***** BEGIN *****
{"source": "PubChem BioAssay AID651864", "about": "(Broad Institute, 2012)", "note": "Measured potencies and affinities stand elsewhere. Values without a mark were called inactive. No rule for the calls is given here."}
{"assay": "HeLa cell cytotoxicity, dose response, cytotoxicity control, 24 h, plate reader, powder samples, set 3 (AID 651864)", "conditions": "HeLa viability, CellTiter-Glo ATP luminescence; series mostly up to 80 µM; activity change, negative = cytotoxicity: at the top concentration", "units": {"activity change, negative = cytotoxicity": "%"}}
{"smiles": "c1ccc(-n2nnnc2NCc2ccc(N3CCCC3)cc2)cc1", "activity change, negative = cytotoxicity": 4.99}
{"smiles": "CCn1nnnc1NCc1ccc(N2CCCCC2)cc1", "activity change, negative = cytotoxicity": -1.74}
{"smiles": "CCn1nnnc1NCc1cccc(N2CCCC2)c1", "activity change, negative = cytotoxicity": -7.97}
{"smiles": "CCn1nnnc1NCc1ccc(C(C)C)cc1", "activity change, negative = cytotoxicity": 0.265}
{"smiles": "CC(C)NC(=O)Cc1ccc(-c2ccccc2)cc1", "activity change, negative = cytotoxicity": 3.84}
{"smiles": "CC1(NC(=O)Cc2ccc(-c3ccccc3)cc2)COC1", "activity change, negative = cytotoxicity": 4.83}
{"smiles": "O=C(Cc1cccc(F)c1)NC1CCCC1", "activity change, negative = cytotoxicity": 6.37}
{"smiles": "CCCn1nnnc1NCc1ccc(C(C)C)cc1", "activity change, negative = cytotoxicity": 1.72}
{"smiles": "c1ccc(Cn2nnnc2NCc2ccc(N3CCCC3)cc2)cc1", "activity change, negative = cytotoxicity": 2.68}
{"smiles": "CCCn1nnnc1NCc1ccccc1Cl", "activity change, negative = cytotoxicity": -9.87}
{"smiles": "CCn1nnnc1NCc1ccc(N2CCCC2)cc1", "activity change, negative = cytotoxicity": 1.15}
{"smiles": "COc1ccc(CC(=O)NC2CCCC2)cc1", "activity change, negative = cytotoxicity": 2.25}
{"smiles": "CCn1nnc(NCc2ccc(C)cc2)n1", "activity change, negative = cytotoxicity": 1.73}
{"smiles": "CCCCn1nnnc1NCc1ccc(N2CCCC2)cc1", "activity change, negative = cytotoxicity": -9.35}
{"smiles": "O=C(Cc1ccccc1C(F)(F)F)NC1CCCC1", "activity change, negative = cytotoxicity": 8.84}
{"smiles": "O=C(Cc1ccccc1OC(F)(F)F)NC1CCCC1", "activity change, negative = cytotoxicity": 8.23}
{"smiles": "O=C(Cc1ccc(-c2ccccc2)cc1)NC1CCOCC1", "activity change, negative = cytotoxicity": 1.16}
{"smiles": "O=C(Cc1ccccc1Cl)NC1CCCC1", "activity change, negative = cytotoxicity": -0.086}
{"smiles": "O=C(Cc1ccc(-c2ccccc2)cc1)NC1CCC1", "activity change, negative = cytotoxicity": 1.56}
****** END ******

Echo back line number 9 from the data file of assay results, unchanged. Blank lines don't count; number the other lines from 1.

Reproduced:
{"smiles": "O=C(Cc1cccc(F)c1)NC1CCCC1", "activity change, negative = cytotoxicity": 6.37}